One might think that the archaeological treasures of ancient Egypt have been pretty much picked over by now. Of all the civilizations that have graced the pages of archaeological romance, ancient Egypt stands arguably on top. For thousands of years, tomb robbers have looted it, and since the 18th century, archaeologists have systematically pored over the remains. Thus it could be said that this field has already seen its heyday.
But for Professor Donald Redford and Dr. Susan Redford of Pennsylvania State University, like other scholars in their field, it offers a seemingly inexhaustible supply of new finds and surprises that continue to excite the imagination of would-be Egyptologists and archaeologists.
For the past two decades, they have directed expeditions to two separate ancient locations in Egypt, one near the west bank of the Nile in the Valley of the Nobles, part of the Theban necropolis opposite Luxor, and the other much farther to the north in the Nile Delta region. Both locations have yielded discoveries that have made archaeology news headlines and have created new questions and avenues of investigation.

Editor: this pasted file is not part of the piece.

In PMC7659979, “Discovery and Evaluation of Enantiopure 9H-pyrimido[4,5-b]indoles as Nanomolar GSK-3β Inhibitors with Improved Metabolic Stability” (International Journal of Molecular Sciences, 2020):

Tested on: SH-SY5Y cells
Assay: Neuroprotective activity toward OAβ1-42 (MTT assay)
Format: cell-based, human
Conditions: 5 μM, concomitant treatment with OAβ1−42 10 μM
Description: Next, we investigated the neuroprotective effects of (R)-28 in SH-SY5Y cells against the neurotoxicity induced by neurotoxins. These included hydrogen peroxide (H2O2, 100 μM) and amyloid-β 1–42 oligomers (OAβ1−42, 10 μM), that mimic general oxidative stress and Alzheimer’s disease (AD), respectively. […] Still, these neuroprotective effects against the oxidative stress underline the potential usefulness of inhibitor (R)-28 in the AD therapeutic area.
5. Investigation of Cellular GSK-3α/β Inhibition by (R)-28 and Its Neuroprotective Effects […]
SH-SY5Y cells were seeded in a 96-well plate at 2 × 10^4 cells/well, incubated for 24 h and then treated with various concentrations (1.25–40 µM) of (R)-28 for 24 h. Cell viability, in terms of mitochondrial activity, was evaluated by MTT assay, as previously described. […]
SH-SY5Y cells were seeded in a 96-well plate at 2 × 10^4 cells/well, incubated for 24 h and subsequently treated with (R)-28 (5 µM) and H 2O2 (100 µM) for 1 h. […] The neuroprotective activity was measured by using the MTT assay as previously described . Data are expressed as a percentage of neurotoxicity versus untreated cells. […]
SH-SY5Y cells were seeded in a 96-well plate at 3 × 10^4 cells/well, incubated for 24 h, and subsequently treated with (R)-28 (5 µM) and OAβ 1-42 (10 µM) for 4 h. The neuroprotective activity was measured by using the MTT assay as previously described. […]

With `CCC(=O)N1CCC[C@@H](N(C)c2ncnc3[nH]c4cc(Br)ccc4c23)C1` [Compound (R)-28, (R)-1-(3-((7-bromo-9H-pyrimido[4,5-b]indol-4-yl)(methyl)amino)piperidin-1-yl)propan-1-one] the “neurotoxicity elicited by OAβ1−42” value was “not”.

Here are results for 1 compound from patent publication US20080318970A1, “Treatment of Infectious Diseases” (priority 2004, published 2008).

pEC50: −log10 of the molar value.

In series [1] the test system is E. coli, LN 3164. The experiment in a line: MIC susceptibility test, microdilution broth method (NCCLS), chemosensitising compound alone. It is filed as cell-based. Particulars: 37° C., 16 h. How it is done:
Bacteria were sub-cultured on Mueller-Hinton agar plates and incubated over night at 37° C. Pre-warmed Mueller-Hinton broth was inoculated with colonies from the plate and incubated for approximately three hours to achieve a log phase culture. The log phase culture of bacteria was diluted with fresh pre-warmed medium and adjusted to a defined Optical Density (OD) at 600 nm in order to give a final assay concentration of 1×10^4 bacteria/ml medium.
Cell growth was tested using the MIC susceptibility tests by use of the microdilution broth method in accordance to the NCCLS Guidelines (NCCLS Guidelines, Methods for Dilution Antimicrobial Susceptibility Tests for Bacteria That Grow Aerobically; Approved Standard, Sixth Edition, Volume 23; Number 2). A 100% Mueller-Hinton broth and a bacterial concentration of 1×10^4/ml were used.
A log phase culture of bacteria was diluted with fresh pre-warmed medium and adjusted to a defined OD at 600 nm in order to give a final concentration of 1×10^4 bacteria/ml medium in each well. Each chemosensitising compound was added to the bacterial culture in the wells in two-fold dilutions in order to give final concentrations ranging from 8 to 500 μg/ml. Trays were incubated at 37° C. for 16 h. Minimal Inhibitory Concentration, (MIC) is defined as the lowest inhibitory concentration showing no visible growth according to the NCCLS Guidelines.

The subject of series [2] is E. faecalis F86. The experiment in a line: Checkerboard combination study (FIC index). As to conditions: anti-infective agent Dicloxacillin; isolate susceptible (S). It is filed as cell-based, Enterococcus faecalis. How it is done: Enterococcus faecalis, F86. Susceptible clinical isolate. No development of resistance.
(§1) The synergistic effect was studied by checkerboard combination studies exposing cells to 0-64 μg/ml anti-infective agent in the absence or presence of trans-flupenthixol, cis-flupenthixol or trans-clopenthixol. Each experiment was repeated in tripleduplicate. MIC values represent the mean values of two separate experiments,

Work in the Valley of the Nobles began for Susan Redford in 1988, when she was granted a concession by the Egyptian Supreme Council of Antiquities to clear, record and publish three tombs. All three tombs were considered historically important, but one tomb has stood out from the others and has commanded most of her time and efforts -- tomb no. 188, that of Parennefer, the royal butler of the 18th Dynasty pharaoh Akhenaten. Located in an area adjacent to Queen Hatshepsut’s temple complex at Deir el-Bahri, Redford spent eight field seasons documenting the decorated walls of Parennefer’s tomb chapel by photographing and producing facsimile drawings of the scenes, including conservation and stabilization of the paintings and structure itself. In the process, her team also cleared five shafts and associated burial crypts discovered within the area of the tomb. Before too long, the project had expanded westward, well beyond the limits of the original Theban Tomb 188 investigation. The newly revealed shafts in Parennefer’s tomb eventually led to the discovery of four other previously unknown monuments. "As anyone who works in the Theban necropolis can tell you," says Redford, "one single tomb concession can quite suddenly and unexpectedly broaden. The necropolis is a virtual rabbits warren of tomb shafts and ancient robbers’ tunnels that intersect with each other and communicate with unknown interments and often undiscovered tombs buried under slope debris."